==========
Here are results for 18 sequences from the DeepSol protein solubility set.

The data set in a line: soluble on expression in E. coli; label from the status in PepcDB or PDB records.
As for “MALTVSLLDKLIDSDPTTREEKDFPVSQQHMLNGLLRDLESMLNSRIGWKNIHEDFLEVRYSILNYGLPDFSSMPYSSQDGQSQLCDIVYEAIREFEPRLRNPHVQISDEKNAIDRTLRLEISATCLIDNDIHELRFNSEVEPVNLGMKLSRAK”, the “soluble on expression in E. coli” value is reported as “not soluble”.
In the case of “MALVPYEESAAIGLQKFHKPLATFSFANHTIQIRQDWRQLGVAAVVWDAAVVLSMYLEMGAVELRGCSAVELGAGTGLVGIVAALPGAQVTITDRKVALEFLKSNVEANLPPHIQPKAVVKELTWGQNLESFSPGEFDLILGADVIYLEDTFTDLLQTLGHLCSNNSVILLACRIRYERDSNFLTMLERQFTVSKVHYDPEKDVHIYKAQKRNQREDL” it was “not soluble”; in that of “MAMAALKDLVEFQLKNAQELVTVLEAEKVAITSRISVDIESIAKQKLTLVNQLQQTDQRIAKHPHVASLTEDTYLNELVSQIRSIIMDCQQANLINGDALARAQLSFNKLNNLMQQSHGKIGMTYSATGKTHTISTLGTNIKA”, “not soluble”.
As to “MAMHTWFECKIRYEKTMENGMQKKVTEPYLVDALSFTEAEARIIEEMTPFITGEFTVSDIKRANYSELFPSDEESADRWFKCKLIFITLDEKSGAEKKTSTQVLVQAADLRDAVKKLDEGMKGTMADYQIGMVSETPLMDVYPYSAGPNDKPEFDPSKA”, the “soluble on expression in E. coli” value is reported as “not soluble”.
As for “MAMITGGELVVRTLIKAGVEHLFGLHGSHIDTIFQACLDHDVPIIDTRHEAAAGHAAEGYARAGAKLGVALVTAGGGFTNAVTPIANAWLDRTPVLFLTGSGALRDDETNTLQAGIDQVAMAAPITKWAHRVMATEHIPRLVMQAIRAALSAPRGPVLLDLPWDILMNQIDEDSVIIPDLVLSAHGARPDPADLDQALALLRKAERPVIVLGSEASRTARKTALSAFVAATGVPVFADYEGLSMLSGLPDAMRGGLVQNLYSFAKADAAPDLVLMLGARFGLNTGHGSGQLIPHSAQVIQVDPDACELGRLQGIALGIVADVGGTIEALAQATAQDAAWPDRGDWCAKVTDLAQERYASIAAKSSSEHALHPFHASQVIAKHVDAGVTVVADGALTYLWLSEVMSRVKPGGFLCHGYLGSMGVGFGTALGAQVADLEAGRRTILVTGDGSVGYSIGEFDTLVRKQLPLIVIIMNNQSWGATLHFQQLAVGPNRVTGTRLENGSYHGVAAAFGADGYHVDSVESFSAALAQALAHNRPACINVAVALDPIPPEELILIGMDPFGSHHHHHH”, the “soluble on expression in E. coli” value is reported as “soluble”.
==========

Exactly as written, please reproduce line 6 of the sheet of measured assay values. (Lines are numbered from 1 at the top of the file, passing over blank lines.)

As for “MAMITGGELVVRTLIKAGVEHLFGLHGSHIDTIFQACLDHDVPIIDTRHEAAAGHAAEGYARAGAKLGVALVTAGGGFTNAVTPIANAWLDRTPVLFLTGSGALRDDETNTLQAGIDQVAMAAPITKWAHRVMATEHIPRLVMQAIRAALSAPRGPVLLDLPWDILMNQIDEDSVIIPDLVLSAHGARPDPADLDQALALLRKAERPVIVLGSEASRTARKTALSAFVAATGVPVFADYEGLSMLSGLPDAMRGGLVQNLYSFAKADAAPDLVLMLGARFGLNTGHGSGQLIPHSAQVIQVDPDACELGRLQGIALGIVADVGGTIEALAQATAQDAAWPDRGDWCAKVTDLAQERYASIAAKSSSEHALHPFHASQVIAKHVDAGVTVVADGALTYLWLSEVMSRVKPGGFLCHGYLGSMGVGFGTALGAQVADLEAGRRTILVTGDGSVGYSIGEFDTLVRKQLPLIVIIMNNQSWGATLHFQQLAVGPNRVTGTRLENGSYHGVAAAFGADGYHVDSVESFSAALAQALAHNRPACINVAVALDPIPPEELILIGMDPFGSHHHHHH”, the “soluble on expression in E. coli” value is reported as “soluble”.